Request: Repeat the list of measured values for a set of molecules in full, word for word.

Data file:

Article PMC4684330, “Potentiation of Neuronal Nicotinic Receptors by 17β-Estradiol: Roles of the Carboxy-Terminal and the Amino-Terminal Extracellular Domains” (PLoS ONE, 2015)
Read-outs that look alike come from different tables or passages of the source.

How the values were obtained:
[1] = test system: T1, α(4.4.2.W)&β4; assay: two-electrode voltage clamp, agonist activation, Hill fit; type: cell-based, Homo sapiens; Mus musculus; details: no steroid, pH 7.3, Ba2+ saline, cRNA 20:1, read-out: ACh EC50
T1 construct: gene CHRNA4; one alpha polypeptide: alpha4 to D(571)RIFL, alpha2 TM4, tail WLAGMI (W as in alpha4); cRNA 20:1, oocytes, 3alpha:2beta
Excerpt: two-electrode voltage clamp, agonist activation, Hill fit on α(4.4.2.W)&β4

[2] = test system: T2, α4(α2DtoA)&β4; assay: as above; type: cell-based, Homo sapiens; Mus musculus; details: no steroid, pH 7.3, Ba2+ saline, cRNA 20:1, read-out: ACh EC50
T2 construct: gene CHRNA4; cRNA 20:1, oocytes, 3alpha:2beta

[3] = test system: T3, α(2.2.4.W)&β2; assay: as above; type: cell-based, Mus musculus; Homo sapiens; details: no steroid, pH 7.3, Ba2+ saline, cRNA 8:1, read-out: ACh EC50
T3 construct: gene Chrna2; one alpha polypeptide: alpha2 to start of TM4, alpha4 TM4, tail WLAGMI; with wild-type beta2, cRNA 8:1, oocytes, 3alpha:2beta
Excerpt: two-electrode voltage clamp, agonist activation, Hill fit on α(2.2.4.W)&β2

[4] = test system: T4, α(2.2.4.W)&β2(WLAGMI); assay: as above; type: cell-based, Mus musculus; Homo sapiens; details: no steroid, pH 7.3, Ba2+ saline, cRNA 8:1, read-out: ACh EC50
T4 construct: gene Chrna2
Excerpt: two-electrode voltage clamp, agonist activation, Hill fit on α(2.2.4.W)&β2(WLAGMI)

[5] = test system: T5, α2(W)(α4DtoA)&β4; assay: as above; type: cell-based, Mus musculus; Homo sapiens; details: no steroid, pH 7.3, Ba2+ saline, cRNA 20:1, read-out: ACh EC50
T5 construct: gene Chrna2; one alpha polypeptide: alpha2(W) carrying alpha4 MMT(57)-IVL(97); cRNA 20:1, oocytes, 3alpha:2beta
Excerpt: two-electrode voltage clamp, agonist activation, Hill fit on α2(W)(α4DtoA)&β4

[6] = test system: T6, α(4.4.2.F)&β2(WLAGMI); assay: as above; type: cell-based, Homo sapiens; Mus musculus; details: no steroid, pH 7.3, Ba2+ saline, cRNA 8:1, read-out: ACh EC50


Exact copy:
Article PMC4684330, “Potentiation of Neuronal Nicotinic Receptors by 17β-Estradiol: Roles of the Carboxy-Terminal and the Amino-Terminal Extracellular Domains” (PLoS ONE, 2015)
Read-outs that look alike come from different tables or passages of the source.

How the values were obtained:
[1] = test system: T1, α(4.4.2.W)&β4; assay: two-electrode voltage clamp, agonist activation, Hill fit; type: cell-based, Homo sapiens; Mus musculus; details: no steroid, pH 7.3, Ba2+ saline, cRNA 20:1, read-out: ACh EC50
T1 construct: gene CHRNA4; one alpha polypeptide: alpha4 to D(571)RIFL, alpha2 TM4, tail WLAGMI (W as in alpha4); cRNA 20:1, oocytes, 3alpha:2beta
Excerpt: two-electrode voltage clamp, agonist activation, Hill fit on α(4.4.2.W)&β4

[2] = test system: T2, α4(α2DtoA)&β4; assay: as above; type: cell-based, Homo sapiens; Mus musculus; details: no steroid, pH 7.3, Ba2+ saline, cRNA 20:1, read-out: ACh EC50
T2 construct: gene CHRNA4; cRNA 20:1, oocytes, 3alpha:2beta

[3] = test system: T3, α(2.2.4.W)&β2; assay: as above; type: cell-based, Mus musculus; Homo sapiens; details: no steroid, pH 7.3, Ba2+ saline, cRNA 8:1, read-out: ACh EC50
T3 construct: gene Chrna2; one alpha polypeptide: alpha2 to start of TM4, alpha4 TM4, tail WLAGMI; with wild-type beta2, cRNA 8:1, oocytes, 3alpha:2beta
Excerpt: two-electrode voltage clamp, agonist activation, Hill fit on α(2.2.4.W)&β2

[4] = test system: T4, α(2.2.4.W)&β2(WLAGMI); assay: as above; type: cell-based, Mus musculus; Homo sapiens; details: no steroid, pH 7.3, Ba2+ saline, cRNA 8:1, read-out: ACh EC50
T4 construct: gene Chrna2
Excerpt: two-electrode voltage clamp, agonist activation, Hill fit on α(2.2.4.W)&β2(WLAGMI)

[5] = test system: T5, α2(W)(α4DtoA)&β4; assay: as above; type: cell-based, Mus musculus; Homo sapiens; details: no steroid, pH 7.3, Ba2+ saline, cRNA 20:1, read-out: ACh EC50
T5 construct: gene Chrna2; one alpha polypeptide: alpha2(W) carrying alpha4 MMT(57)-IVL(97); cRNA 20:1, oocytes, 3alpha:2beta
Excerpt: two-electrode voltage clamp, agonist activation, Hill fit on α2(W)(α4DtoA)&β4

[6] = test system: T6, α(4.4.2.F)&β2(WLAGMI); assay: as above; type: cell-based, Homo sapiens; Mus musculus; details: no steroid, pH 7.3, Ba2+ saline, cRNA 8:1, read-out: ACh EC50